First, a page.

More and more, as we Americans trudge through the mire of the Obama years, we have to ask if the president is just plain ignorant. He doesn't seem to have bothered to study the political classics that tell a political leader why he should avoid dividing his people and avoid creating scapegoats.

And now, in an interview on NPR, the president has said that "I shouldn't have to offer anything."

Fortunately, for those people that give no credit to the thought of ancient dead white males, there is the modern settled science of just-dead white males to show the error of the president's ways. I am thinking of public choice theory and in particular the public choice bible The Calculus of Consent written by James Buchanan and Gordon Tullock.

After hundreds of pages analyzing all the various kinds of government voting systems and the logrolling that each allows, Buchanan and Tullock come to a fairly simple conclusion. The only kind of voting that prevents the loser from getting screwed is unanimous consent.

Why is that? It's because only voting by unanimous consent forces the majority to pay the costs that a new law will impose on the minority.

Here's how it works. If you want to build a new road in the county, the people that won't benefit won't want to pay for it. But if you offer them enough money, then you can get them to agree to vote for your road project. How much money will it take for them to change their minds? Who knows? That's what negotiation is for.

When President Obama says he shouldn't have to negotiate he is saying that he doesn't want to pay for the costs he is imposing on the minority.

It's settled science. To avoid visiting injustice on the minority you must negotiate until they agree to go along.

Notice the nobility of the unanimous consent voting system. It forces the majority to negotiate until a solution is found that the minority experiences as just.

This, I think we can all agree, with unanimous consent, is a concept that President Obama just doesn't get.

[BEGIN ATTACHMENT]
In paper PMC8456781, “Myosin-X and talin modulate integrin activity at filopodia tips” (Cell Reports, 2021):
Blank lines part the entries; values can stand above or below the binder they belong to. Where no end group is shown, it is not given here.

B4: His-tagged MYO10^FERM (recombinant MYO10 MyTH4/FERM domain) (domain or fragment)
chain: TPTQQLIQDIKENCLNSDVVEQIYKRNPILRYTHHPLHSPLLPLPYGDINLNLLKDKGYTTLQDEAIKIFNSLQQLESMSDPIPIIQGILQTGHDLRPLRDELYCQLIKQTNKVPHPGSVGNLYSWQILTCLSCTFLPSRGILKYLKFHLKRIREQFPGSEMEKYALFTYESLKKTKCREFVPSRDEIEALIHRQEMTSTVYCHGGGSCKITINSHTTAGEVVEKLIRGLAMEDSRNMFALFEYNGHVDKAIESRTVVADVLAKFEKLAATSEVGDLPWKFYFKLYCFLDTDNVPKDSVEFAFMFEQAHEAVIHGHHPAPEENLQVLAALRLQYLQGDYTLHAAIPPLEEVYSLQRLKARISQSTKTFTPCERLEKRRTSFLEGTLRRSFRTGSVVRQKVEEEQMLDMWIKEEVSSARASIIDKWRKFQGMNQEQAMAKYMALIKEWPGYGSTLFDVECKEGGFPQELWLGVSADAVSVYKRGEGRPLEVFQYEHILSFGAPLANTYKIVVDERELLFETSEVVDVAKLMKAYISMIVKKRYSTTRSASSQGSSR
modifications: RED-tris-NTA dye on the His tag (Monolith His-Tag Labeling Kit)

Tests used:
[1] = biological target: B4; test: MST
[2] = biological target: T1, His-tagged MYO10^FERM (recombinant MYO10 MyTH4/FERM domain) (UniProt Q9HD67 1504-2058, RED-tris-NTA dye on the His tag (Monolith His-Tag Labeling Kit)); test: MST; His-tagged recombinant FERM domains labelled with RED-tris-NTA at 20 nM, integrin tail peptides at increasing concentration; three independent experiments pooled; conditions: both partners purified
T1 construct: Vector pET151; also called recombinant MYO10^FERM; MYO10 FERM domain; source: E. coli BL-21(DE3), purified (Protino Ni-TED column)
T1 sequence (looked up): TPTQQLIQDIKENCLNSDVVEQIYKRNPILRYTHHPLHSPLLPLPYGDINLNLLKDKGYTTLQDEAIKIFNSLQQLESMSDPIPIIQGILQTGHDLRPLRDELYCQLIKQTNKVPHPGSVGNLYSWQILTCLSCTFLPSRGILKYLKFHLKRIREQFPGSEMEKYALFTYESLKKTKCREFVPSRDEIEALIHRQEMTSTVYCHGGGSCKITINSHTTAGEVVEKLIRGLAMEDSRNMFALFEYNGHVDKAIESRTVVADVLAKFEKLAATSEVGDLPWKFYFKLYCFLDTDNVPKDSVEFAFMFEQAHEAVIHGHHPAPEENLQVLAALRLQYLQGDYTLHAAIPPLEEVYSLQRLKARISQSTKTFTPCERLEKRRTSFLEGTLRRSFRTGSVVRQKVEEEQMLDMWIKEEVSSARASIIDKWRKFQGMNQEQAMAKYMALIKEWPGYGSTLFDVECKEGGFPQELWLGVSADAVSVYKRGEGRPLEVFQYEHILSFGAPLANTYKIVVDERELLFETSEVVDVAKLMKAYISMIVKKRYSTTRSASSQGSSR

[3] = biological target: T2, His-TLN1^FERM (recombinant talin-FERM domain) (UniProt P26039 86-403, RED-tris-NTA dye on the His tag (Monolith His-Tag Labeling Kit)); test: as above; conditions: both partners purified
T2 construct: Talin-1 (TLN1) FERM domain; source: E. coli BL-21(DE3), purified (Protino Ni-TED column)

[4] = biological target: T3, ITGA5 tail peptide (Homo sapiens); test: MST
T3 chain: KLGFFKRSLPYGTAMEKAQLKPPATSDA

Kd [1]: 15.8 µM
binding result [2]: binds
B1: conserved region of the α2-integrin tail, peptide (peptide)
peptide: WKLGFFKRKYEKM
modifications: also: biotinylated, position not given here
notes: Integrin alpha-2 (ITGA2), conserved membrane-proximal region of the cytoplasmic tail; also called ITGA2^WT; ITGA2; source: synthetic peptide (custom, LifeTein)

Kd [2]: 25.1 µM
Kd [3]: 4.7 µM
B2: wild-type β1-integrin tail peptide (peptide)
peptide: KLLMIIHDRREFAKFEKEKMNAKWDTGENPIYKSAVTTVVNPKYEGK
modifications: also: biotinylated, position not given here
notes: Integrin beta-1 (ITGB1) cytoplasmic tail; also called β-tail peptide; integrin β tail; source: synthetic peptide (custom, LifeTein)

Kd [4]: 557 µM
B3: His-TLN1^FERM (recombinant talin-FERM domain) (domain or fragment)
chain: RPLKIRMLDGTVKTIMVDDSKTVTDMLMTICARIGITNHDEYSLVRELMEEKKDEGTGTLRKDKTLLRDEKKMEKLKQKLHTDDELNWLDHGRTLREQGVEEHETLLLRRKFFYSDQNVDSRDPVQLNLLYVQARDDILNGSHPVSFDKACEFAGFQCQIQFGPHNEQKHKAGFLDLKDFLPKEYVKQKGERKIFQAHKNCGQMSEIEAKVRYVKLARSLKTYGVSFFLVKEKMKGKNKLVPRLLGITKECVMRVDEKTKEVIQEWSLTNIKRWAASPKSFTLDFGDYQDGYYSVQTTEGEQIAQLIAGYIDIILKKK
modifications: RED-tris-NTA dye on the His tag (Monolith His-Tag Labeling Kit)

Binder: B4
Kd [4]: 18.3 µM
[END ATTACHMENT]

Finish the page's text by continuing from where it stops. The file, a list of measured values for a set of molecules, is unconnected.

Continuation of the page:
Let's leave the president in the hellhole of his Alinsky's Rules, and think some more beautiful thoughts.

It seems to me that under a unanimous consent system you create a virtuous circle of trust and comity. If the losers get consideration in a government project that they don't really like at all, then the losers in Issue One might be open to the idea of considering the objections of a different minority when they find themselves in a majority on Issue Two. And so on.

Trust. Comity. In Trust: The Social Virtues and the Creation of Prosperity Francis Fukuyama asserts that the U.S. is a "high trust" society. At least, it was.

But politics is division, so politics tends to erode trust, particularly when you have a president that believes in Alinsky's Rules for Radicals, what I think we should call the "Radical Suit Theory."

In this highly advanced political science concept, we understand political activists as itinerant radical suits, going from one gig to the next riling up the oppressed and the marginalized. You might start in the 1980s in South Chicago riling up the laid-off steelworkers. Then you might progress to ACORN in the 1990s riling up the folks against the red-lining banks. After the credit crisis consequent upon banks being forced to lend to deadbeats, you might end up as president riling up the Democratic base and refusing to negotiate on the federal budget. You never really negotiate, and you never really solve anything; but you sure manage to destroy trust and divide the nation.

Arthur Brooks writes that "great leaders negotiate and own the consequences." He quotes Winston Churchill: "The price of greatness is responsibility."

In fact, Brooks is talking about the concept of the "scapegoat" as understood in ancient times. Today it's different, says Wikipedia. A "scapegoat is an individual, group, or country singled out for unmerited negative treatment or blame." But in ancient usage the scapegoat was an actual goat used in a ritual of purification. Then there is the idea of the dying king, whose death is a sacrifice, offered back to the earth so that a new king may sprout up and rule. There is the greatest scapegoat of all, Jesus Christ the Son of God, sacrificed for all the sins of the world.

In progressive politics, in Radical Suit Theory, in the presidency of Barack Obama, the ancient concept of the "scapegoat" is turned from an act of purification and unification into a sordid political trick to divide one group from another.

Ordinary Americans are already paying dearly for this. In the future they will pay more.

Christopher Chantrill (mailto:chrischantrill@gmail.com) is a frequent contributor to American Thinker. See his usgovernmentspending.com and also usgovernmentdebt.us. At americanmanifesto.org he is blogging and writing An American Manifesto: Life After Liberalism. Get his Road to the Middle Class.